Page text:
Alzheimer’s disease (AD) is a crucial problem in our society, raising the need for new therapeutic targets. Evidence suggests multiple non-neuronal cells are implicated in the systemic deficits of AD, but the complex cellular diversity in the brain hampers the investigation of specific cells and their interactions. Moreover, the course of the disease is highly variable, due to multiple risk factors, including aging and gender, which have overlapping molecular signatures with AD that might be further masking disease mechanisms. I propose to expand the resolution from tissues to cellular environments, and to untangle overlapping molecular signatures of gender and aging, in order to unmask molecular mechanism of AD. Technological advances in genomics and imaging, including the single nucleus RNA-sequencing methods developed by me, as well as my expertise in computational analysis and CRIPSR perturbations, provide a unique opportunity to address this challenge. I obtained preliminary results strongly suggesting that multiple cell types are indeed altered in AD brains of mice and humans, and that gender, aging, and AD have overlapping molecular features. I hypothesize that age-dependent cellular/molecular alterations are key drivers of cognitive decline, and that the dynamics of these alterations determine risk and resilience levels in individuals.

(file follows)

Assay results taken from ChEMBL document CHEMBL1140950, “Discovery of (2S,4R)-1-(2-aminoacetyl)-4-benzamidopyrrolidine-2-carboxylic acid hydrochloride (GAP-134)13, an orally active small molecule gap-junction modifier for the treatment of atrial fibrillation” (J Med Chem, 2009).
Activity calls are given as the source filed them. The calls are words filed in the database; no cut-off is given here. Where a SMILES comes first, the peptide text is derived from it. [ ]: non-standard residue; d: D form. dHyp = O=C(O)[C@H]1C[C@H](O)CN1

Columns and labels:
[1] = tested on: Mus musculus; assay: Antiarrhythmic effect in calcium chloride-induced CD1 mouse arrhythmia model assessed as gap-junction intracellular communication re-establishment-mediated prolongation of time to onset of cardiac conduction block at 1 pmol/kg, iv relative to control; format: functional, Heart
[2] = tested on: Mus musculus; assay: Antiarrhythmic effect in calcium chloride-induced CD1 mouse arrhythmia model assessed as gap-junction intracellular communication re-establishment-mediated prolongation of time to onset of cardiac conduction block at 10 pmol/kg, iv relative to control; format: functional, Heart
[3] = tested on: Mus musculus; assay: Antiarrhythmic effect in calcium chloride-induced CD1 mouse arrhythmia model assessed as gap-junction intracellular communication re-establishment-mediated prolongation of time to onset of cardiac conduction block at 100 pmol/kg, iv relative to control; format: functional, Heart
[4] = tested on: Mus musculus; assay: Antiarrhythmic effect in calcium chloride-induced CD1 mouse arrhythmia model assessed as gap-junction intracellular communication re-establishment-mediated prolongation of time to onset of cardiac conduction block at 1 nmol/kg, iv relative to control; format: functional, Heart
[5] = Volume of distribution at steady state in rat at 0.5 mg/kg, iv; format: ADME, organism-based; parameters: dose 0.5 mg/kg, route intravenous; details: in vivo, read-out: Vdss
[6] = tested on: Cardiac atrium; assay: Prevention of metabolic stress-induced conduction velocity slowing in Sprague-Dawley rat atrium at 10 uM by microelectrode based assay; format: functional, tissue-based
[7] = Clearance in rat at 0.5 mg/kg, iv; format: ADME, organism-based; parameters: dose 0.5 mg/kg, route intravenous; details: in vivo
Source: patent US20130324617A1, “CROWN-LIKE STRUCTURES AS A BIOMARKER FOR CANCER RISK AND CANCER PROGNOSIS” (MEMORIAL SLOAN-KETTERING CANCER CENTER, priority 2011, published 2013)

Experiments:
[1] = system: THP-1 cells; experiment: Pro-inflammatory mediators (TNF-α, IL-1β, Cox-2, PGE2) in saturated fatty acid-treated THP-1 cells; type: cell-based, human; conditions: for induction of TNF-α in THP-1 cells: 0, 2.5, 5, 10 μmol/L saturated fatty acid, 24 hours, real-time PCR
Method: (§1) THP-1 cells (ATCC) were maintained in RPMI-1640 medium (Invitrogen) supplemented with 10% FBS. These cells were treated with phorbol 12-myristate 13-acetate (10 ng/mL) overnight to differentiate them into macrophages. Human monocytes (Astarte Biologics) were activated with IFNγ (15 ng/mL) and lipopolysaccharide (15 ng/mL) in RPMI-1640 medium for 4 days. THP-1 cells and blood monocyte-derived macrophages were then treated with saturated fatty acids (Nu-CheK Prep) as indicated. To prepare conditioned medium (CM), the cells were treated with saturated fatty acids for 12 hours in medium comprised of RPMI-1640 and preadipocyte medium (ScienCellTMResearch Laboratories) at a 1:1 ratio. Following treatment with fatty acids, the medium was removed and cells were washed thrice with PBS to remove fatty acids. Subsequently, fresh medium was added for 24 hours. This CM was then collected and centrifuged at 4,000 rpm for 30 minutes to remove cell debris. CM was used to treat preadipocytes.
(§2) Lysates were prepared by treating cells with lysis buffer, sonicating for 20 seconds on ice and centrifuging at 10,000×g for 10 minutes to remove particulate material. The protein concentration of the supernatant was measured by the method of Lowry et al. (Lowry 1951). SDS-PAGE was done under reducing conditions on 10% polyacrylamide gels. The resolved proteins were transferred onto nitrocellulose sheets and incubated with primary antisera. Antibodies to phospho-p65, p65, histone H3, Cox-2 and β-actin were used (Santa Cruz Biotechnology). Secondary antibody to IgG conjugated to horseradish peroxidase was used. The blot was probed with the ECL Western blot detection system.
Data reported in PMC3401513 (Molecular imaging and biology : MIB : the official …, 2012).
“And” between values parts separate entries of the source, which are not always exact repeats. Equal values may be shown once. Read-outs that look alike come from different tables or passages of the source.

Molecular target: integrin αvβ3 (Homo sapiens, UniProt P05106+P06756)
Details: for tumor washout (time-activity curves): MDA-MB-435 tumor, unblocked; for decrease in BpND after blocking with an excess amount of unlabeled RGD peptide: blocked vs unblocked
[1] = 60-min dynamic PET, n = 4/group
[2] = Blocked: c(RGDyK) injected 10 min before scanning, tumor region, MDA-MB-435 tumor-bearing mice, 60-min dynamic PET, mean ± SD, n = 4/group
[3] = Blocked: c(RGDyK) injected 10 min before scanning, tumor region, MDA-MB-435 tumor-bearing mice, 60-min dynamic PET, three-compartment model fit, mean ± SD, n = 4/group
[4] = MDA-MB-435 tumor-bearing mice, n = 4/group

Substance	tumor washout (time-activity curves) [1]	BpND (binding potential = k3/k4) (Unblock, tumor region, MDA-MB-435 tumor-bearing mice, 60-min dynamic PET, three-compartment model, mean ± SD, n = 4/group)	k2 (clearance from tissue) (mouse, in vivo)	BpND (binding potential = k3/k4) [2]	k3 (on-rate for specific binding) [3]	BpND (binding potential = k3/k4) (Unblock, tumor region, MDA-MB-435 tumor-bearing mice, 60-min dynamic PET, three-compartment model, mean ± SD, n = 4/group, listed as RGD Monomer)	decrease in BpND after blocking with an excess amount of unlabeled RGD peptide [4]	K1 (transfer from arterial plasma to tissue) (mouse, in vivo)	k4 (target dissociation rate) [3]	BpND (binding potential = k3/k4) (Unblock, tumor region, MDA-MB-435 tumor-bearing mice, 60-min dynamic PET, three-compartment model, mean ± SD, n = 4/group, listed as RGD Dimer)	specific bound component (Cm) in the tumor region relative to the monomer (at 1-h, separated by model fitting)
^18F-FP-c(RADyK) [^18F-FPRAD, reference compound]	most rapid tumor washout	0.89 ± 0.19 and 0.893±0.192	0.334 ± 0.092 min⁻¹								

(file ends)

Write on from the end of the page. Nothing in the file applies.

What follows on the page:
We will test this hypothesis by:
1) Charting the cellular microenvironments and tissue topology of the human AD brain, to reveal cells, pathways, and cellular interactions driving AD;
2) Mapping the dynamic cellular/molecular trajectories in aging and AD in w.t. and AD mice, to untangle AD, aging, and gender dimorphism; and
3) Identifying regulators of cognitive resilience and decline in AD and aging, and connecting genes to function by detailed mechanistic investigations in vivo.
Overall, our innovative proposal is expected to advance our understanding of AD mechanism, and the link to aging and gender dimorphism.
The Hebrew University Of Jerusalem